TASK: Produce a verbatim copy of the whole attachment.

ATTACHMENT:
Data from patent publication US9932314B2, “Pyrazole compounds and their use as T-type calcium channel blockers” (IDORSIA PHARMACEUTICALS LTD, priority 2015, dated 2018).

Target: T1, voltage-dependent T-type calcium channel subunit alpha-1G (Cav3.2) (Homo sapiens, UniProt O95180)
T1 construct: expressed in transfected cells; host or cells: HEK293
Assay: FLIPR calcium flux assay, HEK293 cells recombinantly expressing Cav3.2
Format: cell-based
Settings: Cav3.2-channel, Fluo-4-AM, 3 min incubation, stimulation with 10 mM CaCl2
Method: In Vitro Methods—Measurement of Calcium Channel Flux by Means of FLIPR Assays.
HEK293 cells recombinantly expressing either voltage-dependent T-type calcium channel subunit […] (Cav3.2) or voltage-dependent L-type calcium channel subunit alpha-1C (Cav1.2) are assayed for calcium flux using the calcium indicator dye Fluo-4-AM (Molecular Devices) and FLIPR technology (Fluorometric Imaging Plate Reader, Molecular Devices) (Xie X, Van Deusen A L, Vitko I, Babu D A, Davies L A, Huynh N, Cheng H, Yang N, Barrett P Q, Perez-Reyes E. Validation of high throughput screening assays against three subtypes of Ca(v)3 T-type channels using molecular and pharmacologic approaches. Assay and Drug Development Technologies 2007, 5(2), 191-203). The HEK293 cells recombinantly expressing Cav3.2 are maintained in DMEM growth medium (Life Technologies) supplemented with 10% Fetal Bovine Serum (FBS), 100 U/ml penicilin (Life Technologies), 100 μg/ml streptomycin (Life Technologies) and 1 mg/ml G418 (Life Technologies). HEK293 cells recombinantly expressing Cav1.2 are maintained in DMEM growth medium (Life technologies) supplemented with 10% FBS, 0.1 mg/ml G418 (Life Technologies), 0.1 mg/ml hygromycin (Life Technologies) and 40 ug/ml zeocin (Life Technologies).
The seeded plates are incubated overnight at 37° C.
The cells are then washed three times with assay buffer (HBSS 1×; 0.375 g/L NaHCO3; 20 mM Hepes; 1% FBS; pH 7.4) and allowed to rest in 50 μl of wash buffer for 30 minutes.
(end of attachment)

Data from patent publication US9932314B2, “Pyrazole compounds and their use as T-type calcium channel blockers” (IDORSIA PHARMACEUTICALS LTD, priority 2015, dated 2018).

Target: T1, voltage-dependent T-type calcium channel subunit alpha-1G (Cav3.2) (Homo sapiens, UniProt O95180)
T1 construct: expressed in transfected cells; host or cells: HEK293
Assay: FLIPR calcium flux assay, HEK293 cells recombinantly expressing Cav3.2
Format: cell-based
Settings: Cav3.2-channel, Fluo-4-AM, 3 min incubation, stimulation with 10 mM CaCl2
Method: In Vitro Methods—Measurement of Calcium Channel Flux by Means of FLIPR Assays.
HEK293 cells recombinantly expressing either voltage-dependent T-type calcium channel subunit […] (Cav3.2) or voltage-dependent L-type calcium channel subunit alpha-1C (Cav1.2) are assayed for calcium flux using the calcium indicator dye Fluo-4-AM (Molecular Devices) and FLIPR technology (Fluorometric Imaging Plate Reader, Molecular Devices) (Xie X, Van Deusen A L, Vitko I, Babu D A, Davies L A, Huynh N, Cheng H, Yang N, Barrett P Q, Perez-Reyes E. Validation of high throughput screening assays against three subtypes of Ca(v)3 T-type channels using molecular and pharmacologic approaches. Assay and Drug Development Technologies 2007, 5(2), 191-203). The HEK293 cells recombinantly expressing Cav3.2 are maintained in DMEM growth medium (Life Technologies) supplemented with 10% Fetal Bovine Serum (FBS), 100 U/ml penicilin (Life Technologies), 100 μg/ml streptomycin (Life Technologies) and 1 mg/ml G418 (Life Technologies). HEK293 cells recombinantly expressing Cav1.2 are maintained in DMEM growth medium (Life technologies) supplemented with 10% FBS, 0.1 mg/ml G418 (Life Technologies), 0.1 mg/ml hygromycin (Life Technologies) and 40 ug/ml zeocin (Life Technologies).
The seeded plates are incubated overnight at 37° C.
The cells are then washed three times with assay buffer (HBSS 1×; 0.375 g/L NaHCO3; 20 mM Hepes; 1% FBS; pH 7.4) and allowed to rest in 50 μl of wash buffer for 30 minutes.